Israel Navy leading large-scale earthquake recovery drill

Dubbed “Mighty Waves”, the drill began on Sunday and is scheduled to wrap up on Thursday.

By
August 12, 2019 17:15
2 minute read.
Israeli Navy boat

Israeli Navy boat . (photo credit: FLICKR)

The Navy’s five-day large-scale multinational exercise with 10 foreign fleets off the Haifa coast simulating the aftermath of a major earthquake is wrapping up on Thursday.

Dubbed “Mighty Waves”, the drill focuses on the after-effects of a significant earthquake which left thousands dead and hundreds of thousands homeless. It focus on the recovery of casualties, including casualties underwater, and the transfer of humanitarian aid.

The Home Front Command holds nation-wide drills every summer simulating nation-wide disasters such as earthquakes and tsunamis.

Israel is situated along the Syrian-African fault line which runs along the border between Israel and Jordan, part of the Great Rift Valley, encompassing the area from northern Syria to Mozambique.

While the region experiences frequent small earthquakes, the last major seismic event to strike Israel was in 1927. Centered in the Dead Sea and measuring 6.2 on the Richter scale, it killed an estimated 500 people and injured an additional 700. In 1837, a magnitude 6.5 on the Richter scale struck in the Upper Galilee, killing an estimated 6,000-7000 people.

A 2016 report by Israel’s Foreign Affairs and Defense Committee’s Home-Front Readiness Subcommittee found that if Israel were to be struck by a 7.5 magnitude earthquake, an estimated 7,000 people would be killed, another 8,600 injured and 377,000 expected to be left homeless. In addition, the country could face damages of up to NIS 200 billion.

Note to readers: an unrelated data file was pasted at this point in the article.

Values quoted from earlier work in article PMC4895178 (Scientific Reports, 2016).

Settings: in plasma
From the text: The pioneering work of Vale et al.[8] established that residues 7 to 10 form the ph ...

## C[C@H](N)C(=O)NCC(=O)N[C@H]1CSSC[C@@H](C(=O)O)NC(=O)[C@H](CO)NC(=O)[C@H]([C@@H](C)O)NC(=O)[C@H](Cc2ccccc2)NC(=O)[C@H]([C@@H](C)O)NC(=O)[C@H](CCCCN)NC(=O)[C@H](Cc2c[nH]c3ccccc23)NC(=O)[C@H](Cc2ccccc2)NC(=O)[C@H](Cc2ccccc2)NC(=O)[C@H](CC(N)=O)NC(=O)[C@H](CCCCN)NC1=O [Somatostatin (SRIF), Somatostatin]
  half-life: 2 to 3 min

In addition to buildings being destroyed, the damage to critical infrastructures such as electricity, water and communication is expected to be great. According to the National Emergency Authority, 80,000 buildings including schools and hospitals over three stories high that were built before 1980 and were not constructed to current standards are in danger.

The government is funding some earthquake preparedness projects and the Home Front Command (HFC) recently released an application for earthquake preparedness. As well, the HFC has trained more than 74,000 students as first responders in case of an earthquake to provide aid until professional rescue service teams arrive.

A major earthquake could threaten Israel’s 271-km. coastline with a devastating tsunami. On average, a significant tsunami hits the Mediterranean Sea once a century, and Israel’s coastline suffers one on average every 250 years.

The last recorded tsunami here, in 1956, followed a large earthquake in Greek waters. Other tsunamis were recorded were near Acre in the 19th century and Caesarea in the 12th century.

Nevertheless, the government began posting tsunami warning signs and evacuation routes along coastal areas in November 2017.

Israel is part of the Intergovernmental Coordination Group for the Tsunami Early Warning and Mitigation System in the North-eastern Atlantic, the Mediterranean and connected seas (ICG/NEAMTWS), and is provided with essential data on seismic activity in the region. As part of the system, the country will have more than 20 minutes to evacuate its population the moment an earthquake happens in Crete or Greece.


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